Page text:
Baby Boomers are creating a big boom in classic car enthusiasm. With nostalgia for old favorites and a hunger for newer instant-classics, Boomers have been supporting our thriving classic and collector car community for … ever, it seems. Of the 5 million classic cars in the U.S., 58% are owned by Boomers – typically defined as anyone born between the years 1945 and 1964. So, what happens now, as they retire and reassess their lives? The oldest Boomers are in their 70’s. Many are starting to whittle down their possessions in favor of smaller living and beefing up new interests such as traveling and unencumbered leisure. That’s terrific news for collectors: with Baby Boomers selling off their collections, the market is full of precious classics at good prices.
New Meaning of “Classic”?
A shift is surely happening in the classic car market. As Baby Boomers age, Gen Xers inherit cars while Millennials decide whether collecting is right for them. Gen Xers tend to define “classic cars” similarly to Boomers. Millennials, on the other hand, are showing an interest in non-traditional interpretations. Some like luxury SUVs – the Land Rover Defender “classic.” Many are finding a deep love for long, boat-shaped beauty “classics” like the Cutlass Supreme. Still others can’t get enough of Mazda “classics.” And many young collectors simply enjoy finding hidden treasures among the castaways of previous generations. All seem to be creating a new meaning of “classic.”
Classic Millennial Interpretation
Some say Millennials’ interest in traditional investments like classic cars is like “meh.” Not all are blasÃ©, though. Sure, some children of Boomers are less enthralled by old cars in general, but that’s primarily because their interest in spending cash, saving energy and protecting the environment is peaked at this stage in their lives. They’re not outright opposed to classic cars – in fact, many like award-winning British singer Ed Sheeran, enjoy driving them to capture a part of the American dream defined way before they were born.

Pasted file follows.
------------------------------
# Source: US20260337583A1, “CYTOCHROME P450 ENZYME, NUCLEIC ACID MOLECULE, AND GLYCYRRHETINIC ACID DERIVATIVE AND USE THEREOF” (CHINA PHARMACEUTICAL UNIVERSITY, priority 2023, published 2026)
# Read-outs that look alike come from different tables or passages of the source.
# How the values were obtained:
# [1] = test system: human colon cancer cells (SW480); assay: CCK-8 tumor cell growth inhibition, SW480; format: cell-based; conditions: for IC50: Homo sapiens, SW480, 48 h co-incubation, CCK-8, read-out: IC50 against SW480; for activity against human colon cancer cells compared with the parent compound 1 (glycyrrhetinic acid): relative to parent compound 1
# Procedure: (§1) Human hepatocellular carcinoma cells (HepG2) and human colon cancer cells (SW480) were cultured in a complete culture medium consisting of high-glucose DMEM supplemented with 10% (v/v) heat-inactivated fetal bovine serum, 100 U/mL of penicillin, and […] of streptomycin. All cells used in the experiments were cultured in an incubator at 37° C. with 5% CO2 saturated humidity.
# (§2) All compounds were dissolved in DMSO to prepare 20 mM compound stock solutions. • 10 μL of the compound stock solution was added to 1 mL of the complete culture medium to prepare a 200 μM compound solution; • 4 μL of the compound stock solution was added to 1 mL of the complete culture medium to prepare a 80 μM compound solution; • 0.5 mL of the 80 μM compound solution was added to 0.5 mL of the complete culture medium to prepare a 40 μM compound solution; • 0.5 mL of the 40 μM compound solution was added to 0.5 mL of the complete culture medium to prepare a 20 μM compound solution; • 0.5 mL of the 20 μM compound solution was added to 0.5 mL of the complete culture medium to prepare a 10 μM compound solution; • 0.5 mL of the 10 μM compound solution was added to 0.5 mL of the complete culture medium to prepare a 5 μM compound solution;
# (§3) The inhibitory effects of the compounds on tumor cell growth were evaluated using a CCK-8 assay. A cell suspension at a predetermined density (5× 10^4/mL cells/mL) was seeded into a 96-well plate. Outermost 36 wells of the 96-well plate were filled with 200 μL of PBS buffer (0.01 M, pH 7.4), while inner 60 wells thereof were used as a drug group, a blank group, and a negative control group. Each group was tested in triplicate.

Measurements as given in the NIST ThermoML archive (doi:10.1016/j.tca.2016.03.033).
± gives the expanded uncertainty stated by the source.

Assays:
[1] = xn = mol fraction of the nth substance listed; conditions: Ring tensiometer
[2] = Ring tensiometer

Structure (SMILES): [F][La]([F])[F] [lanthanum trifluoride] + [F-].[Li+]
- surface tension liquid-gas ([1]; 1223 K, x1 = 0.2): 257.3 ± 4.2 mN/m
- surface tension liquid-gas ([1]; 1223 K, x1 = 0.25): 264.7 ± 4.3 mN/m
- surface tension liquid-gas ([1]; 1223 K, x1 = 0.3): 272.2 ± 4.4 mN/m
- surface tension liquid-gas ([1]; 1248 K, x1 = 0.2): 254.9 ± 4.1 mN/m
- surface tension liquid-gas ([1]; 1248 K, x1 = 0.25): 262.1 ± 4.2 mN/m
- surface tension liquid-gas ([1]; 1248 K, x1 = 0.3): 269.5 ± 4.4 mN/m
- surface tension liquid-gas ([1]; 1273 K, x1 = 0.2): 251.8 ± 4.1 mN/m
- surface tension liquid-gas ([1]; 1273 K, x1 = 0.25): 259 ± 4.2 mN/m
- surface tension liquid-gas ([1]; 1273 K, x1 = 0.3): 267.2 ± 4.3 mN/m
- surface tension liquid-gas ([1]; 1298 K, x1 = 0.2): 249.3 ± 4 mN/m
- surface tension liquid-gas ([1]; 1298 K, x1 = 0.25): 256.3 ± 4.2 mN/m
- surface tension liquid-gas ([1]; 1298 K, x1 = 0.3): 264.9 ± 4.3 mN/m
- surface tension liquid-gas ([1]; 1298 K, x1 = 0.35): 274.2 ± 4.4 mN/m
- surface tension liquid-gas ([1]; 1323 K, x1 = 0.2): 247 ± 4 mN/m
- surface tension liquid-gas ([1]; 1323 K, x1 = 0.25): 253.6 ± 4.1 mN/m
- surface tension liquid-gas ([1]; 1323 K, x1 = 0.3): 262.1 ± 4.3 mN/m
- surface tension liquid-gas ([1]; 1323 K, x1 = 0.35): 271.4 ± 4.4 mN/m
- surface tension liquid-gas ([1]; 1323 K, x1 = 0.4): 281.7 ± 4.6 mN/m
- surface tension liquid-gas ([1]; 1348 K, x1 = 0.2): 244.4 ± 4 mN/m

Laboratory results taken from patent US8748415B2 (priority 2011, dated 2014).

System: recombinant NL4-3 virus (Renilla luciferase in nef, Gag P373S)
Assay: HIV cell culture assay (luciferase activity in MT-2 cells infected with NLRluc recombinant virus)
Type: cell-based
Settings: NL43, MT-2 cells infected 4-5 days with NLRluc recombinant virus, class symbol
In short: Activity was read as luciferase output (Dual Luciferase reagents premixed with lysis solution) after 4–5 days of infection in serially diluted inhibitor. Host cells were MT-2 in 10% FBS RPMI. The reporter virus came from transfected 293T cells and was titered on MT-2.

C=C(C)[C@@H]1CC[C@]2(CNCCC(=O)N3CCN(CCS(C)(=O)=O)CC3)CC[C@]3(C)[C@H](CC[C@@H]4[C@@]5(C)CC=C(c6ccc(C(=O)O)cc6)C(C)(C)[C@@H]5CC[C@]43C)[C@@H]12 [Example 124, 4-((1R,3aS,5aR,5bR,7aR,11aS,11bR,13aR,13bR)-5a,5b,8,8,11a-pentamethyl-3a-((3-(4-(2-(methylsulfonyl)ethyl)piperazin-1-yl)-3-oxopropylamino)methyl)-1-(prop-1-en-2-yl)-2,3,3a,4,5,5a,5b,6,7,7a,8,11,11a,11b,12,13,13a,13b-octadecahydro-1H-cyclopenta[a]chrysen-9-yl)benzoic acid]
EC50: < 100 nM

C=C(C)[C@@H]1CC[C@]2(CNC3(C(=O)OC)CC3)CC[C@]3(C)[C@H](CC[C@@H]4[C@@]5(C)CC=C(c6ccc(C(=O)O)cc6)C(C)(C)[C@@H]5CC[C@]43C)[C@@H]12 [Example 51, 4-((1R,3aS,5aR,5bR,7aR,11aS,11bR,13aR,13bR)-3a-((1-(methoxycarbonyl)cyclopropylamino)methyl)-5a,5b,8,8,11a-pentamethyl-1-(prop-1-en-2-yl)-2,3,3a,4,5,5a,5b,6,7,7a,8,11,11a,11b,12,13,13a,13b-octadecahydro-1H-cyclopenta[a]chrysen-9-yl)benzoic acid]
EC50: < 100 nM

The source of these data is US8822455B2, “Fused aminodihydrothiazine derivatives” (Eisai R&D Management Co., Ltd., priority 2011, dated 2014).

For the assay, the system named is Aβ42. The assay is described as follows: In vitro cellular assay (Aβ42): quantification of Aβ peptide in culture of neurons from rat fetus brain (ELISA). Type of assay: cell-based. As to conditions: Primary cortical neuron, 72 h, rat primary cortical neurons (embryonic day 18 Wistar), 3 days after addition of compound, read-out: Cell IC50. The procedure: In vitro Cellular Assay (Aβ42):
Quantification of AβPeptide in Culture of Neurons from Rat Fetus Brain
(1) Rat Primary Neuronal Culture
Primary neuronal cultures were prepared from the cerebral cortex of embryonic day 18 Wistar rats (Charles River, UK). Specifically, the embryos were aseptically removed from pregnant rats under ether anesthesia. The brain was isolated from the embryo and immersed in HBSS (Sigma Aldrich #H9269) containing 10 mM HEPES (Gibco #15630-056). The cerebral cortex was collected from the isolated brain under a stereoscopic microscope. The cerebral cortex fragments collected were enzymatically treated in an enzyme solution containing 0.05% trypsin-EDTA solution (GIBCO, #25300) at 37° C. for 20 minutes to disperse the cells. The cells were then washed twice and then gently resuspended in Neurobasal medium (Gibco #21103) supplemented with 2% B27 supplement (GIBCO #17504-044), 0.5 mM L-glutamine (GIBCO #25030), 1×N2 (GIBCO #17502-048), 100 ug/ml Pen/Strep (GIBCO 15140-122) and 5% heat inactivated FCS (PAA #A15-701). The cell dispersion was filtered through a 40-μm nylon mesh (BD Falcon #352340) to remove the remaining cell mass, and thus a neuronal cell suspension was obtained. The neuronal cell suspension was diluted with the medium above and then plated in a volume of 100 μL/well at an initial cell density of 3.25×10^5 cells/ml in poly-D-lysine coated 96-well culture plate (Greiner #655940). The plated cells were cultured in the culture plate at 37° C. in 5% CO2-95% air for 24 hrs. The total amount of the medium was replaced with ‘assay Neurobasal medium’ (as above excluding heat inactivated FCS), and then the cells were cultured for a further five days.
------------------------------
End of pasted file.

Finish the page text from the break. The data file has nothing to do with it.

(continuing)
The Collecting Future for Boomers
Baby Boomer-age collectors are curious about what will happen to the market in the next decade, with good reason. Many have hundreds of thousands of dollars invested in their treasured collections – and accoutrements like trailers, garages and the like. Experts have mixed opinions, but one thing is for sure: Many younger collectors have waning interested in newly-released models. Sleek new models don’t have the same cachet as the old classics and hard-to-find models. So, if you’re looking to sell in the coming years, you’ll likely find a hungry market of young collectors – perhaps not a huge market, but a competitive one, where your beloved classics can find a happy home.
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